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Too much focus on gas tax, when corporations should do more

While the Globe Spotlight Team published a comprehensive investigation of our region’s transportation woes in the fall, subsequent reporting sadly has focused on plans to raise revenue by jacking up the cost of gasoline, disproportionately burdening low- and middle-income wage earners. While funding is needed to renovate and improve our public transportation, roads, and bridges, media coverage (most recently, a Jan. 4 Metro story, “Transportation Climate Initiative may cause gas tax hike”) has discussed the Transportation Climate Initiative and gas taxes, largely ignoring a proposal by Raise Up Massachusetts, a coalition of community groups, religious organizations, and labor unions, to ask corporations to contribute their fair share in exchange for their use of publicly funded transportation infrastructure.

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The Globe is invaluable in its contribution to public discourse, but it is narrowing the debate by overlooking Raise Up’s proposal to raise additional revenue by taxing corporate profits moved offshore, as done in other states; adjusting corporate taxes to the size of the corporation; and requiring public disclosure of corporate taxes paid. Reporters should take note of the massive “yellow vest” protests against gas taxes in France, a movement that could have parallels in Massachusetts. All transportation revenue options should be on the table.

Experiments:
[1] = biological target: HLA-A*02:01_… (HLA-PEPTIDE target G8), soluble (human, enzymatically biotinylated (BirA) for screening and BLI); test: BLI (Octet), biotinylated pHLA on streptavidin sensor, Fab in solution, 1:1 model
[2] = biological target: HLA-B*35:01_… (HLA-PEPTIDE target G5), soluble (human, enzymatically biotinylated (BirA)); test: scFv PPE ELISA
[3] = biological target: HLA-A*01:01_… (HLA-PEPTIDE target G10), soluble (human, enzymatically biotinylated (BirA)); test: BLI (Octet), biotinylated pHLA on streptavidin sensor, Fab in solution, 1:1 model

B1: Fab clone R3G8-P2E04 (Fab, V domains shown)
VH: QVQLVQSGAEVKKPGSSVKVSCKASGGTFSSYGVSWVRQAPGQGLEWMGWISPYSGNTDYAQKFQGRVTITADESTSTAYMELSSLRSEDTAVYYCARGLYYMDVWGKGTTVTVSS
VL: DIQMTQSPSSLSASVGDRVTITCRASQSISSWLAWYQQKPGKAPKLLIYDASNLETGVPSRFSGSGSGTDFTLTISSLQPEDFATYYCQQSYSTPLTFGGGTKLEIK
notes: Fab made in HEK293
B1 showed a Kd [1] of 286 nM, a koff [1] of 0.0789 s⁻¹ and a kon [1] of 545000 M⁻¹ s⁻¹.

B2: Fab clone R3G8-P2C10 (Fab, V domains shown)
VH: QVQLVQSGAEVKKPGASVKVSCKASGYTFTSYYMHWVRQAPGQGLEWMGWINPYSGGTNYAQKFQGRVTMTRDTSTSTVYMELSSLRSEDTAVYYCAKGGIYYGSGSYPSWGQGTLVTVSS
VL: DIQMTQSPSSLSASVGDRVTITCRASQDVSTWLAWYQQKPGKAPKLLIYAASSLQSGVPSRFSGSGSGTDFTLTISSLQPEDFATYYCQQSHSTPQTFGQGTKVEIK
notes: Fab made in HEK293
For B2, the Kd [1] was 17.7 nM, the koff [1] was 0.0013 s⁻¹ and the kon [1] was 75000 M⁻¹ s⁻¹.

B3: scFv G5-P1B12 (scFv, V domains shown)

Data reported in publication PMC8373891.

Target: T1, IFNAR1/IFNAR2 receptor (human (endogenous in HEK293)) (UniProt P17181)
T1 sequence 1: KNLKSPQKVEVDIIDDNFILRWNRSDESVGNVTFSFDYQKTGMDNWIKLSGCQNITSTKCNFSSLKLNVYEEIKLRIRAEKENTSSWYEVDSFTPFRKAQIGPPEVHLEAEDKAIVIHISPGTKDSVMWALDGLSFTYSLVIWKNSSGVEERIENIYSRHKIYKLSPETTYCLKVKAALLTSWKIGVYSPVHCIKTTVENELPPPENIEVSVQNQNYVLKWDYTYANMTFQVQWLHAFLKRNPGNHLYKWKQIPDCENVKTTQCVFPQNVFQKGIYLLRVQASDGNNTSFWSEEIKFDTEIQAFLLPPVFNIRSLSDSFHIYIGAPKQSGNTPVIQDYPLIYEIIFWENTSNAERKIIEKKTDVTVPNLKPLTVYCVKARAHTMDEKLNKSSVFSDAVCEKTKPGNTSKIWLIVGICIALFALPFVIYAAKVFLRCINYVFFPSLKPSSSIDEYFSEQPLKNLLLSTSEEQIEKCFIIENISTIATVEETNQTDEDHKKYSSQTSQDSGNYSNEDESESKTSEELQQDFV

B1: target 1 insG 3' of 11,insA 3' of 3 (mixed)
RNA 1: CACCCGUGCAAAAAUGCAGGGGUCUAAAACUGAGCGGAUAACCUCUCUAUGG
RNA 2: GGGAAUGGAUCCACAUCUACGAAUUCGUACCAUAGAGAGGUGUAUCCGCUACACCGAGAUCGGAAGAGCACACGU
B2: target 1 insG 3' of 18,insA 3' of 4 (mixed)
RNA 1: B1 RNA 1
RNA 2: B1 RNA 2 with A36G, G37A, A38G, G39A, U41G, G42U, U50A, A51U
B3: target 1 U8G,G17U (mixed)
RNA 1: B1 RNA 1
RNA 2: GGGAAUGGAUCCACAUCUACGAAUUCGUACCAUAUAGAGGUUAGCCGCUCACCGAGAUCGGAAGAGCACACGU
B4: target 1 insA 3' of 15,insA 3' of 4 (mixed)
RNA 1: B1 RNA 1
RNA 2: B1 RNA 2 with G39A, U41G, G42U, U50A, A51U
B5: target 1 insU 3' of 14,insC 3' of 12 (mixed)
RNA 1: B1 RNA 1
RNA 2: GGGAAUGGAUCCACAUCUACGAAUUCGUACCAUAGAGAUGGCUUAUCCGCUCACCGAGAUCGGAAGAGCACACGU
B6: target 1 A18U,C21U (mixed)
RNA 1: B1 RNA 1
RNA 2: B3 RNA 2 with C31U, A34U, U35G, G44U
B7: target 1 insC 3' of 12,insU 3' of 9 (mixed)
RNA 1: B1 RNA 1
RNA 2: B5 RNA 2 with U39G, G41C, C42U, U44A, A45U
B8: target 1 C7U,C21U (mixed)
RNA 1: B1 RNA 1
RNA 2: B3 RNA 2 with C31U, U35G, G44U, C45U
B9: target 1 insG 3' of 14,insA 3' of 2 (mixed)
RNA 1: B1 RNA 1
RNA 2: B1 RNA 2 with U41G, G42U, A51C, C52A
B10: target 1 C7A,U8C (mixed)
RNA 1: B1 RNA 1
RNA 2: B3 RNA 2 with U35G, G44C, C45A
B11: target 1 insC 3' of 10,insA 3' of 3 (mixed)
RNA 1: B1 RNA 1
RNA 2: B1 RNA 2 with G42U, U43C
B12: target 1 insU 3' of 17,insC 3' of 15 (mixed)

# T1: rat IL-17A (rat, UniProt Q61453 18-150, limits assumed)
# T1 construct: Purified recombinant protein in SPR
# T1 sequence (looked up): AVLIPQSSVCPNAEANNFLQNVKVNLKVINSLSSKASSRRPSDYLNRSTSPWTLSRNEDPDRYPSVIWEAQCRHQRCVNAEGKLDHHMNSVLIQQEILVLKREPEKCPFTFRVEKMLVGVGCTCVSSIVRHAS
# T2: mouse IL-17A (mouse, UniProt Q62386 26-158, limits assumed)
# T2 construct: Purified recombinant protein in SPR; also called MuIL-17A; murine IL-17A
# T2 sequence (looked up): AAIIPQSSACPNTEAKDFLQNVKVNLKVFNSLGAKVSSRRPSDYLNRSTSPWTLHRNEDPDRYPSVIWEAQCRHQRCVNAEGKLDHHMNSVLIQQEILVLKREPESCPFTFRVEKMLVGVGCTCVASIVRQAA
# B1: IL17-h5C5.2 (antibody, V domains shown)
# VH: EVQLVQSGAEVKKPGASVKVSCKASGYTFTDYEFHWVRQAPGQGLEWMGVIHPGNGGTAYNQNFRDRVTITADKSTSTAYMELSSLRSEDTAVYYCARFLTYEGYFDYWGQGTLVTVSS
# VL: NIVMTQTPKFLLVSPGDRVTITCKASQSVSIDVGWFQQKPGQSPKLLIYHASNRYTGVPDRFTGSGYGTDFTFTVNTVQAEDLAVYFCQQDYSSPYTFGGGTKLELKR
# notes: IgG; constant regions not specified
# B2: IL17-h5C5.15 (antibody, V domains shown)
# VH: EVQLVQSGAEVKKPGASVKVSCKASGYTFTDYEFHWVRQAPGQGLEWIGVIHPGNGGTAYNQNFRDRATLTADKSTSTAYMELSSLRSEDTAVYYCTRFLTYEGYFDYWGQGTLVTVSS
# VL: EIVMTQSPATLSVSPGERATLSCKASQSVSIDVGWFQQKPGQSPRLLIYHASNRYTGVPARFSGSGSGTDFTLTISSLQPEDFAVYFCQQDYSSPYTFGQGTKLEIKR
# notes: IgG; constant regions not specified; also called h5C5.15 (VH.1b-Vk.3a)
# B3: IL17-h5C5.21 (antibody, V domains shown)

Martha Karchere

Jamaica Plain


Tax focus misses the bigger picture on Transportation Climate Initiative

“Transportation Climate Initiative may cause gas tax hike” is at least the second recent article in the Globe about TCI where the greatest concern seems to be gas taxes. Why not a headline such as “TCI may reduce traffic congestion,” “TCI may help commuters save money with electric vehicles,” or “TCI may reduce asthma, heart attacks, and health care costs”?

Moreover, the article quotes several state officials saying that a gas tax may be necessary not because of the Transportation Climate Initiative but in addition to it, because of the slow rollout of the initiative, its uncertain revenues, and the dire, immediate need to ease traffic congestion and improve transit.

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We residents of Massachusetts are actually losing money, not saving it, because of our low gas taxes: We pay in car repairs from bad roads, in slow commutes, in bad health, and in climate change.

Next time, let’s see this headline: “TCI may be even better for Massachusetts residents than the Regional Greenhouse Gas Initiative.”

Sue Felshin

Concord